The power of this revolution is that it freed the people of Egypt from the yoke of tyranny. Once people taste freedom, it is next to impossible to deny them that exhilarating feeling.

Spreading a culture of democracy: An important consequence of the Egyptian revolution is that, unlike earlier uprisings or protests in Egypt such as the ones in 1968 or 1977, the people’s priority from the inception of this revolution has not only been to topple the regime but also to replace it with a democratic system and a strong civil society.

All opposition parties, including the MB, but especially the movements dominated by the youth, have pledged to honor and practice the rules of a democratic system.  They have displayed extraordinary examples of adhering to a culture of democracy as diverse groups came together, united in their political goals but quite different in their tactics. Despite their many differences, they were able to maintain discipline and unity. Majority rule prevailed.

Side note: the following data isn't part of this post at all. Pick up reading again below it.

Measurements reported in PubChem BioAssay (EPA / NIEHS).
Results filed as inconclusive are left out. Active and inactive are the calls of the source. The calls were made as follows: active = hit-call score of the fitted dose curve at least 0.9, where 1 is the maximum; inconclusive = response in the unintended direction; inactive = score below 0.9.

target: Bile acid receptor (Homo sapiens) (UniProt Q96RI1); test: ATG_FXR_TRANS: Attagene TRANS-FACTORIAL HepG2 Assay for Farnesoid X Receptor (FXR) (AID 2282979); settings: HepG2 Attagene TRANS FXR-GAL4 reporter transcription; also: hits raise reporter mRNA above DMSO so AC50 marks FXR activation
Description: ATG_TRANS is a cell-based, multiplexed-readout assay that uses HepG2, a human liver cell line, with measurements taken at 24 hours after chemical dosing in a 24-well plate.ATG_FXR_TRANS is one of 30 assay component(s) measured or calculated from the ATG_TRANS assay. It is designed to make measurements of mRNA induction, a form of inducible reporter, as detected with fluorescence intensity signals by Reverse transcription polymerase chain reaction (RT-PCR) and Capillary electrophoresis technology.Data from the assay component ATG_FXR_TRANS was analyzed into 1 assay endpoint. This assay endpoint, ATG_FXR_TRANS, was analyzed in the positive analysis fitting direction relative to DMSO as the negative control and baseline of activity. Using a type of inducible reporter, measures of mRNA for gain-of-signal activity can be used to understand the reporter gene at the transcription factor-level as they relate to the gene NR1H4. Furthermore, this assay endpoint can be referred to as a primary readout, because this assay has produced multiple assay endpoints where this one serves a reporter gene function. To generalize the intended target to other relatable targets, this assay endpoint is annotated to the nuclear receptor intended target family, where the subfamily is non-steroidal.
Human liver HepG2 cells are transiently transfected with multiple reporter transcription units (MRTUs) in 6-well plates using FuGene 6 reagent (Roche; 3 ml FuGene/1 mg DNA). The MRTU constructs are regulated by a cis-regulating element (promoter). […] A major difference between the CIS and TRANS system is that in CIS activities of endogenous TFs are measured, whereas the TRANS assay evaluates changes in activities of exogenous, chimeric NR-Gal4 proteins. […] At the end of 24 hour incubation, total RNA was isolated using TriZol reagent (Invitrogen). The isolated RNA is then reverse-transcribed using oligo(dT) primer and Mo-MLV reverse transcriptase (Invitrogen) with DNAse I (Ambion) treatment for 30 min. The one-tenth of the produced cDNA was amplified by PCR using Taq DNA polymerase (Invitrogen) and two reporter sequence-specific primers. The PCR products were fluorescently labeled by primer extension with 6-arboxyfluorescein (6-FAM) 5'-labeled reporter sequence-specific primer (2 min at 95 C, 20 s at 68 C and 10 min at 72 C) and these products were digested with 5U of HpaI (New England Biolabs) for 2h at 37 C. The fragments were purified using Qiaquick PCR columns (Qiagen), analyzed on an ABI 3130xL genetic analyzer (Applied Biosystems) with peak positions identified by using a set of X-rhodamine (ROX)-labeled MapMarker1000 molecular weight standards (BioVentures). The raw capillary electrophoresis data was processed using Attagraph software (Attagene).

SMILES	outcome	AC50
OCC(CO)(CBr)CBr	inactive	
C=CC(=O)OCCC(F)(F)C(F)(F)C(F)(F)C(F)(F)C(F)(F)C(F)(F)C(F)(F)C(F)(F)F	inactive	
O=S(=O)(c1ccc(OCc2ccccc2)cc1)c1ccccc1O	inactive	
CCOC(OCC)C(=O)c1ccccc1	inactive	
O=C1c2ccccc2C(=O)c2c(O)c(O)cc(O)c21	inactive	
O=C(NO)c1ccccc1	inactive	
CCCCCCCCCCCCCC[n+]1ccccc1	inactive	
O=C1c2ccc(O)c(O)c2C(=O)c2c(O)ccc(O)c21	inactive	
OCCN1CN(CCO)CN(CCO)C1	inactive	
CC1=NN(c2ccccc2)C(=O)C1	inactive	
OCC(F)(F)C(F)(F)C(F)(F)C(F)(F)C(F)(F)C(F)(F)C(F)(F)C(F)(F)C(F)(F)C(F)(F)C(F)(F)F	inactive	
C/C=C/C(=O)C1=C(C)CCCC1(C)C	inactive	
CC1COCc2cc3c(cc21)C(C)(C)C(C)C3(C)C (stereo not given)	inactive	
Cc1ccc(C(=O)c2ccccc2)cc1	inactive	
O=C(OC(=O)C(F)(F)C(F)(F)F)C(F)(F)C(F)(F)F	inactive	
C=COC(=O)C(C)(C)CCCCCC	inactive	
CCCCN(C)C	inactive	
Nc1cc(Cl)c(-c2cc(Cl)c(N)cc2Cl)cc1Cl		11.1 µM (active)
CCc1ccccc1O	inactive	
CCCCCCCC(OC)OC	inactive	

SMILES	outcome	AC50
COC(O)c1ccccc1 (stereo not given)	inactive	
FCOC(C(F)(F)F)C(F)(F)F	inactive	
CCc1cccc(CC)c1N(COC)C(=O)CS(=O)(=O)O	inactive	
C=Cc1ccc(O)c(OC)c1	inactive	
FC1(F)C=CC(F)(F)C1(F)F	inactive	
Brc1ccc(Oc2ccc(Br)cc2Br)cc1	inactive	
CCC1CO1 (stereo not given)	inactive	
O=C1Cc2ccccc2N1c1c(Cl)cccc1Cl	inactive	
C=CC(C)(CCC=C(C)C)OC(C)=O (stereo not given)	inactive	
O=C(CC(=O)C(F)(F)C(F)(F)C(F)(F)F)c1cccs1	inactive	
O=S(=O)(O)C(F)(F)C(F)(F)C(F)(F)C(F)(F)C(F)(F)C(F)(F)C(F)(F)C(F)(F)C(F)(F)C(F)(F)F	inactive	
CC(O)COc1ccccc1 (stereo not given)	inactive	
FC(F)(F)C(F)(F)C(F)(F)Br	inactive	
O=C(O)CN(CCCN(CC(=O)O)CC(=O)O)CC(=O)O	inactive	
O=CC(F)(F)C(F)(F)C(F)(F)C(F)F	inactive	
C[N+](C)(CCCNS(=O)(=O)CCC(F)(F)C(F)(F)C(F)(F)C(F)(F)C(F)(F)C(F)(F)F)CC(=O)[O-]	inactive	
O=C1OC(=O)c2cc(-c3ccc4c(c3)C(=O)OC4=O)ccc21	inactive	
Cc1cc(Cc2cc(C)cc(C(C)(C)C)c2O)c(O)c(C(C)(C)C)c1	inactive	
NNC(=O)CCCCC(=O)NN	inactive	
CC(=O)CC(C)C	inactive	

Examining the demands of the revolution, it is clear that spreading a culture of democratic governance was at the center of most of them. Some examples include: a political system based on checks and balances, an independent judiciary, freedom of the press, freedom of expression, guarantee of individual freedoms, human and civil rights, free elections, peaceful transfer of power, right to form political parties, transparency in governance, and equal economic opportunity.